Professor of Electrical and Computer Engineering, Rutgers University
Founding Member, WINLAB
Visiting Professor 2013-2014
Hosted by Dr. Wesley Harris, Department of Aeronautics and Astronautics
Christopher Rose is a professor of electrical and computer engineering at Rutgers University and a founding member of WINLAB. Dr. Rose earned all of his degrees from MIT: S.B. (1979), S.M. (1981), and Ph.D. (1985), and thus considers himself a "semi-lifer at MIT, from 1975 to 1985," "paroled" by his new wife and new baby when he graduated with a Ph.D. in EECS. Following graduate school, he began an almost "30-year-and-counting postdoc" in communication theory.
He joined AT&T Bell Laboratories in Holmdel, N.J. as a member of the Network Systems Research Department, where he regaled his peers--"a wide range of brilliant and uniformly delightful technical angels and curmudgeons"--with levitated center conductor Hi-Tc superconducting cables, annoyed them by showing random lightwave network architectures performed as well as carefully sculpted ones, and puzzled them with odd applications of cellular automata. He has made notable contributions to wireless systems theory and is a full member of the Army Science Board. In 1990, when Arno (Penzias) told everyone in "Area 11" to go to academe if they were not keenly interested in the corporate bottom line (including his Nobel partner Bob [Wilson]), Dr. Rose was congratulated on his timing as he joined the E&CE at Rutgers University the very next week. He has also served as a full member of the Army Science Board (2013--2014).
His research interests have included novel mobile communications networks, applications of genetic algorithms to control problems in communications networks and interference avoidance methods using universal radios to foster peaceful coexistence in what will be the wireless ecology of the 5GHz U-NII bands. This work, co-authored with Sennur Ulukus and Roy Yates, received the 2003 IEEE Marconi Prize Paper Award in Wireless Communications (see photo of the ecstatic authors at the Globecom 2004 awards ceremony, picture credit: Aylin Yener).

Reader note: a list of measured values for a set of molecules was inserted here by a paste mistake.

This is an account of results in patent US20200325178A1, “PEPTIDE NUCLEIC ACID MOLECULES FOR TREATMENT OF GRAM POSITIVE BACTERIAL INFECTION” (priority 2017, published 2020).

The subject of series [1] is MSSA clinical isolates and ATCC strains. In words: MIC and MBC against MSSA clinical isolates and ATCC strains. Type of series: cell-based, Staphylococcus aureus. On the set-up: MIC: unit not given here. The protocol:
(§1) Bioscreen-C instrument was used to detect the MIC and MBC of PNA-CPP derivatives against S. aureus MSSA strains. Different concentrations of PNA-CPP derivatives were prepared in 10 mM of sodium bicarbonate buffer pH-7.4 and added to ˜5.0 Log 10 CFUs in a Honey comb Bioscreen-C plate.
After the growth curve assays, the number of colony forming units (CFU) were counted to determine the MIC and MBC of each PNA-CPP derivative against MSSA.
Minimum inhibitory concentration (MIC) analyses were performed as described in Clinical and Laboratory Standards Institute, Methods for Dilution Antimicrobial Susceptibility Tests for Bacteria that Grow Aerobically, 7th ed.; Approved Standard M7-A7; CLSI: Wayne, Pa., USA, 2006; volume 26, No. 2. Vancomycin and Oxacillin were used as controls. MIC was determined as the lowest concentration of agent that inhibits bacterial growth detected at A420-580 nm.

Dr. Rose's other proudest moments: 1) an NPR interview in which a caller asked him about crop circles and extraterrestrial communication, and 2) his 2004 Nature cover story, a counterpoint to MIT-legend Phil Morrison's famous 1959 paper in the same publication on interstellar communication. For fun, as an outgrowth of research on opportunistic communications, he also considered the details of a problem everyone has wondered about at one time or another: how will our first extraterrestrial civilization contact occur? The interesting twist is that it can be FAR more efficient for distant "little green people" to send information-bearing physical artifacts than electromagnetic signals -- seemingly at odds with current SETI wisdom. This work was featured on the cover of the September 2, 2004 issue of Nature and can be found (along with an astounding amount of press coverage, including a NY Times Editorial!) under the tongue-in-cheek rubric cosmic communications--here's an associated cartoon competition!
Dr. Rose's current passion is thinking about ways to make the under-represented minority (URM) STEM professoriat dramatically larger by developing academic cohorts whose technical breadth, social consciousness and natural cohesion (all typical URM characteristics) can provide an especially keen vantage point from which to formulate and attack high-profile, high impact problems of great interest to society.
Eckford, A.W. Krishnaswamy, D. Paluh, J.L. Rose, C. "Guest Editorial Series on Molecular, Biological, and Multiscale Communication." IEEE Journal on Selected Areas in Communication, vol. 32, no. 12, 2014, pp. 2313-2314.
Christopher Rose, Ismat Saira Mian. "Signaling with Identical Tokens: upper bounds with energy constraints." IEEE International Symposium on Information Theory, 2014, pp. 1817-1821.
Christopher Rose, Ismat Saira Mian. "Signaling with identical Tokens: lower bounds with energy constraints." IEEE International Symposium on Information Theory, 2013, pp. 1839-1843.